Keywords: BCF, bioconcentration factor, dioxin levels, risk assessment, water pollution, environmental pollution, water quality, human health risks, hydrophobicity, fish contamination, contaminated sediment
Sediment dioxin levels as the basis for risk assessment and human health criteria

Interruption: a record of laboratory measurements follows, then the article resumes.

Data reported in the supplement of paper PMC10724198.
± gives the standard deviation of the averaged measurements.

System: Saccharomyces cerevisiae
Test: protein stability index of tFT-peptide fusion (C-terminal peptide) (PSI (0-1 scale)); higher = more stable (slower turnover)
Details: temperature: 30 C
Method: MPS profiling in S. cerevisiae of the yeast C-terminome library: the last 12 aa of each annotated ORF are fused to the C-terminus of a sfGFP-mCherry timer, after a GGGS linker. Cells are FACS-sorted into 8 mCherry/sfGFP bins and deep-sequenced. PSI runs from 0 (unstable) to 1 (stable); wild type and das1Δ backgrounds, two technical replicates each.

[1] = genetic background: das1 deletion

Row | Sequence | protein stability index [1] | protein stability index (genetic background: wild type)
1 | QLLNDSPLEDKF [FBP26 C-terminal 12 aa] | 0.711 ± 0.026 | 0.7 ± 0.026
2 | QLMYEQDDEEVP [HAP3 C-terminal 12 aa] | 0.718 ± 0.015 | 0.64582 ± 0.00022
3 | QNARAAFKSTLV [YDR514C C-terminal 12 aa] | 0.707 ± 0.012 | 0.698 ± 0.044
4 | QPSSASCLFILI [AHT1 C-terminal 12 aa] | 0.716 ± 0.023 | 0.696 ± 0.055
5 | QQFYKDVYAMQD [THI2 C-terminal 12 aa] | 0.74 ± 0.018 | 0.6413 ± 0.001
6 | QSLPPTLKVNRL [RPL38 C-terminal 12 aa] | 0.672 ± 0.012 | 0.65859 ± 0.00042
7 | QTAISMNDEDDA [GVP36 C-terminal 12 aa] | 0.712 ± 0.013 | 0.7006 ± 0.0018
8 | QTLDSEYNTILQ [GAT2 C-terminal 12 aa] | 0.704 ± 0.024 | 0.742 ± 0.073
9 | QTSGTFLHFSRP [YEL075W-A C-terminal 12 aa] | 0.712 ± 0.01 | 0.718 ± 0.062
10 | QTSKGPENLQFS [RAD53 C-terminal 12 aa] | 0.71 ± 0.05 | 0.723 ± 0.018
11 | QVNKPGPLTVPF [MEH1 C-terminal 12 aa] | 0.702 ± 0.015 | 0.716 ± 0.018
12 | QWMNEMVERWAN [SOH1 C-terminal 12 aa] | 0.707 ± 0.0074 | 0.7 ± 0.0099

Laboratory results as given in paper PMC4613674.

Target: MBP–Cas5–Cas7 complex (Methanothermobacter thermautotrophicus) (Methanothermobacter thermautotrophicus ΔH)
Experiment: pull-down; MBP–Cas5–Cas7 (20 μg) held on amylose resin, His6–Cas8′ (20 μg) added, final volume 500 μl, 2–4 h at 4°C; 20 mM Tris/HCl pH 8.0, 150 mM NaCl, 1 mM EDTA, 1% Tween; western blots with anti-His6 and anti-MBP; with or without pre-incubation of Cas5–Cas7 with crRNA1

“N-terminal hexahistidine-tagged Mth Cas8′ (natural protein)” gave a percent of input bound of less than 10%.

Methods for assessing human health risks and establishing water quality criteria under the Clean Water Act are based on the assumption that fish accumulation of dioxin is correlated with the dissolved phase of the dioxin in the water column by a water-to-fish predictive factor called a bioconcentration factor. However, dioxin does not remain dissolved in the water column to any significant degree, but sorbs to organic matter in the water column and sediment. Under Toxic Substances Control Act regulations, dioxin's hydrophobicity is recognised, and fish dioxin levels are predicted with a solids-to-fish factor. These two different predictive methods can result in extremely variable predictions of fish contaminant levels. A methodology for establishing criteria under the Clean Water Act, which considers fish uptake of sorbed hydrophobic compounds by way of ingestion of contaminated sediment, is offered as an alternative to the methods used today.